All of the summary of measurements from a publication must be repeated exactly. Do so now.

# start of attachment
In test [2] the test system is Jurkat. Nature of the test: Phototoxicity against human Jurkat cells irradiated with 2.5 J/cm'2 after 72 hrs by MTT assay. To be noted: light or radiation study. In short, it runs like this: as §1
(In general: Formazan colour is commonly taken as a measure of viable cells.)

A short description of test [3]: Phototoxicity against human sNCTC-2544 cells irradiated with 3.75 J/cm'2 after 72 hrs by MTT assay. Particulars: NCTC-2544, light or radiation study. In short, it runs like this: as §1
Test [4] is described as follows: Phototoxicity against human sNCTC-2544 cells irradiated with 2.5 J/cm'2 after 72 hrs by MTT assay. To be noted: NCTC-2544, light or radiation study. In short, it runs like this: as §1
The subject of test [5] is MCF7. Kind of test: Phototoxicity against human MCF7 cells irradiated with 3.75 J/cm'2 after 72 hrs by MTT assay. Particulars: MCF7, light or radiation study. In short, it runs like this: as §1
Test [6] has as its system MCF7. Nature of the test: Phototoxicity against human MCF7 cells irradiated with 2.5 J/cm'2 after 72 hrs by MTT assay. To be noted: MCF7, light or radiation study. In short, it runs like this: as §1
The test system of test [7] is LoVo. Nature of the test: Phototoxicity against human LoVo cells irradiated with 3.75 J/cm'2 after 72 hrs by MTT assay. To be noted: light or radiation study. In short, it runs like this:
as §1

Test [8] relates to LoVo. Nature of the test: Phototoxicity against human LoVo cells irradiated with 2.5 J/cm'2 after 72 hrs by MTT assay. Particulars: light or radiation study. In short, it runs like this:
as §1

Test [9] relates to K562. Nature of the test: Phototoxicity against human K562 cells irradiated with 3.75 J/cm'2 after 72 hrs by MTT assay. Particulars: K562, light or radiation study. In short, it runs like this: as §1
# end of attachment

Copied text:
In test [2] the test system is Jurkat. Nature of the test: Phototoxicity against human Jurkat cells irradiated with 2.5 J/cm'2 after 72 hrs by MTT assay. To be noted: light or radiation study. In short, it runs like this: as §1
(In general: Formazan colour is commonly taken as a measure of viable cells.)

A short description of test [3]: Phototoxicity against human sNCTC-2544 cells irradiated with 3.75 J/cm'2 after 72 hrs by MTT assay. Particulars: NCTC-2544, light or radiation study. In short, it runs like this: as §1
Test [4] is described as follows: Phototoxicity against human sNCTC-2544 cells irradiated with 2.5 J/cm'2 after 72 hrs by MTT assay. To be noted: NCTC-2544, light or radiation study. In short, it runs like this: as §1
The subject of test [5] is MCF7. Kind of test: Phototoxicity against human MCF7 cells irradiated with 3.75 J/cm'2 after 72 hrs by MTT assay. Particulars: MCF7, light or radiation study. In short, it runs like this: as §1
Test [6] has as its system MCF7. Nature of the test: Phototoxicity against human MCF7 cells irradiated with 2.5 J/cm'2 after 72 hrs by MTT assay. To be noted: MCF7, light or radiation study. In short, it runs like this: as §1
The test system of test [7] is LoVo. Nature of the test: Phototoxicity against human LoVo cells irradiated with 3.75 J/cm'2 after 72 hrs by MTT assay. To be noted: light or radiation study. In short, it runs like this:
as §1

Test [8] relates to LoVo. Nature of the test: Phototoxicity against human LoVo cells irradiated with 2.5 J/cm'2 after 72 hrs by MTT assay. Particulars: light or radiation study. In short, it runs like this:
as §1

Test [9] relates to K562. Nature of the test: Phototoxicity against human K562 cells irradiated with 3.75 J/cm'2 after 72 hrs by MTT assay. Particulars: K562, light or radiation study. In short, it runs like this: as §1